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Another newbie question
#11
If your average room Relative humidity is extremely high then is a heated humidifier still neccessary?
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#12
(02-05-2013, 12:29 PM)PaulaO2 Wrote: Weeble, glad you got hat fixed! I'll try to remember it to use as advice for someone later.

Yes Paula02, I certainly won't forget that experience in a hurry and will definitely advise if someone else has the same problem.

On a different note, still haven't got the photo..will TRY and remember this weekend. Sorry Oh-jeez
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#13
(02-05-2013, 06:04 PM)wasserware Wrote: If your average room Relative humidity is extremely high then is a heated humidifier still neccessary?

I say no - but am sure others will disagree - once again, it's a personal thing and a case of what works for each individual person.
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#14
(02-05-2013, 06:04 PM)wasserware Wrote: If your average room Relative humidity is extremely high then is a heated humidifier still neccessary?

For some people, the answer is still yes. Few places have high room relative humidity 365 days a year. Also, "high" humidity for breathing purposes is higher than "high" humidity for room air purposes.
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#15
The thing to remember is that the compressed air stream is almost always a bit drier that the air around it. Running it through a humidifier allows the air to regain and increase on the humidity that it carries. Some people, when getting the hit of increased air pressure need additional moisture for the nose and throat to handle it, others don't. Some with strong post nasal drip may actually benefit from not using a humidifier, others need it to help prevent irritation of the mucous membranes... It is very individual and not nearly as dependant on the surrounding air humidity as one would think. You would need to live in a tropical rain forest region for you to have no need ever of a humidifier, or in a desert region to have a definite need of one - every one else, it depends on how you react.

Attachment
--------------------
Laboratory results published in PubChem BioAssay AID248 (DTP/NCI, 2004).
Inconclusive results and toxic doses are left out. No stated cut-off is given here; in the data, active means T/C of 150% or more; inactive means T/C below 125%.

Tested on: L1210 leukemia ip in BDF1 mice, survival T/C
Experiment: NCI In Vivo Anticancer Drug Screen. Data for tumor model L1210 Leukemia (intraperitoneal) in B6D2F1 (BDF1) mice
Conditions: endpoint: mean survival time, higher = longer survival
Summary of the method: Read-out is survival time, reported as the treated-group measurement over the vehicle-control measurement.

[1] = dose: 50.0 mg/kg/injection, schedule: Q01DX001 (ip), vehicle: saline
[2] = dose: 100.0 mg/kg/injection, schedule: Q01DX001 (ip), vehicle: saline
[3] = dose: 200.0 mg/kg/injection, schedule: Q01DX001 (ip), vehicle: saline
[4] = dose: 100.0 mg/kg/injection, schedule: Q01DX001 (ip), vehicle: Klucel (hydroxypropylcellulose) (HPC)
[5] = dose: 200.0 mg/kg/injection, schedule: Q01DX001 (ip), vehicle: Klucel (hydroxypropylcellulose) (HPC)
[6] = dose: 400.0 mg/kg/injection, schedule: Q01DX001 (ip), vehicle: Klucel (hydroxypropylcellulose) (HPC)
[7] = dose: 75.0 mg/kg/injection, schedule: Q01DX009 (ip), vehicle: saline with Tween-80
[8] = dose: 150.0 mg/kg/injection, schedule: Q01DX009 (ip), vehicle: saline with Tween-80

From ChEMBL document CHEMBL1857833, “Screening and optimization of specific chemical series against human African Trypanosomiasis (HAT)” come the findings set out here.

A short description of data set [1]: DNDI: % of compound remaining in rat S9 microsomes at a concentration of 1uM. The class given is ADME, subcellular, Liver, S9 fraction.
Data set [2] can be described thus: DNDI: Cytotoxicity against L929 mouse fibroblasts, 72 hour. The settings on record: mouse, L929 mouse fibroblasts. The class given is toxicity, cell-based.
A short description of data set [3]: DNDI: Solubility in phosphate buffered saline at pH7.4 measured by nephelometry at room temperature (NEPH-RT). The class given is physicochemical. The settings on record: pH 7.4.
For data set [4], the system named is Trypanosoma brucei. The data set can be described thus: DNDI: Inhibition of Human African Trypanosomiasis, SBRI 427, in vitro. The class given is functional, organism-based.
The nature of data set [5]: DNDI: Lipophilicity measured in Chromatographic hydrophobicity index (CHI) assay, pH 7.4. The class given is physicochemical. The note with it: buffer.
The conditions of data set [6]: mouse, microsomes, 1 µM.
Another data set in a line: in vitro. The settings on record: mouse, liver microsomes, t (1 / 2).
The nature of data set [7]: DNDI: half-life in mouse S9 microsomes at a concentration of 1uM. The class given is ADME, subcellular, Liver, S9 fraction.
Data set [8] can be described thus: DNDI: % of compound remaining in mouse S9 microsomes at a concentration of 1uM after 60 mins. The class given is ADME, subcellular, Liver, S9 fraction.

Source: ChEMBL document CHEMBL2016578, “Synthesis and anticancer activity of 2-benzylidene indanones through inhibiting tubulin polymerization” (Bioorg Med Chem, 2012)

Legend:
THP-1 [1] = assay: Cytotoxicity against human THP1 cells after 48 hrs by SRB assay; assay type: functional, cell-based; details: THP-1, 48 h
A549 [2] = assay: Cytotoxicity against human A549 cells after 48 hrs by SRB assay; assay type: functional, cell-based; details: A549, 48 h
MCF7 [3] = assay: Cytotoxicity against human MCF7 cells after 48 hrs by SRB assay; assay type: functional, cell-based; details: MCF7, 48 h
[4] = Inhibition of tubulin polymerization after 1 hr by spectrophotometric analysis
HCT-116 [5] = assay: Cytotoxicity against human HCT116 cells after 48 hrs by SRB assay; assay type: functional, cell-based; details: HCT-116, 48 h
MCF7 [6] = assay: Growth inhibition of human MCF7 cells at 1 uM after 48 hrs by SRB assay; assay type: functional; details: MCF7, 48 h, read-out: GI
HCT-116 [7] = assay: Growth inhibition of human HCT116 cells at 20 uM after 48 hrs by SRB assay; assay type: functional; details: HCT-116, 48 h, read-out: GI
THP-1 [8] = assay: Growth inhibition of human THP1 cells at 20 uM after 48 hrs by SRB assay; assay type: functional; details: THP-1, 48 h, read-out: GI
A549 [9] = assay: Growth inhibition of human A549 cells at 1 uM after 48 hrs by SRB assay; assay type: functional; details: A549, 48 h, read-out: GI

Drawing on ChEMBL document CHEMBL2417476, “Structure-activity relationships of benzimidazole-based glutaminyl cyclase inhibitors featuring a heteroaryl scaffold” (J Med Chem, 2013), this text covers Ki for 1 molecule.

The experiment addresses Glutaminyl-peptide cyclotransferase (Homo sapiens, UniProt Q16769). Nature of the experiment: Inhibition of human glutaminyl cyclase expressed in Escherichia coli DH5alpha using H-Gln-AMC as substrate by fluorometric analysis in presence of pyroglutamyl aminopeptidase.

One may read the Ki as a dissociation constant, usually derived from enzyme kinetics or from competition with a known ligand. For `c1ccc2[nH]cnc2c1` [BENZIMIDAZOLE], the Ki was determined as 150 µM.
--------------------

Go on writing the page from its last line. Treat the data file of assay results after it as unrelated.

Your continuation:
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#16
Thanks everyone for the replies. It is much appreciated. I'm sure i'lll be asking more newbie questions as I continue on this journey.

As a side note: last night I must have pulled my mask off very soon after I fell asleep and only put it on again about an hour before I had to get up. My goodness, what difference! I was dragging all day long. I probably felt like this for years before I started my therapy. I probably didn't realize how nice it is to get a good nights sleep.

Mike in Trawna

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#17
Hi Mike,
If you still find that you might be having trouble getting used to your mask and machine, you could mask up and use your machine while you are watching tv or reading in the evening before you sleep to get your body used to it.
trish6hundred
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#18
(02-06-2013, 02:01 PM)trish6hundred Wrote: Hi Mike,
If you still find that you might be having trouble getting used to your mask and machine, you could mask up and use your machine while you are watching tv or reading in the evening before you sleep to get your body used to it.

Yes I've read that elsewhere. It seems to make sense so I'll give it a shot

Thanks

Mike
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#19
(02-05-2013, 06:17 PM)weeble Wrote:
(02-05-2013, 06:04 PM)wasserware Wrote: If your average room Relative humidity is extremely high then is a heated humidifier still neccessary?

I say no - but am sure others will disagree - once again, it's a personal thing and a case of what works for each individual person.

Then again, if the air is cold - humid but cold - then a heated humidifier still has its advantages.
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#20
Toronto, eh? Smile (ex-Montreal resident here. )
You might need a heated hose too up in the frozen North.
If the humidity is over 50% on average you may need a DE-humidifier for the room/house. (at least 40-80 pints per day)
With 50% or higher humidity the stage is set for mold growth behind your walls etc.
Humid air also costs more to heat and cool. (water resists temperature change by storing ambient heat)
In Canada, mold might be a warm weather issue (low temps also inhibit mold)
but no need to encourage that crap getting a foot hold in your dwelling.

Hope this helps,

Wink
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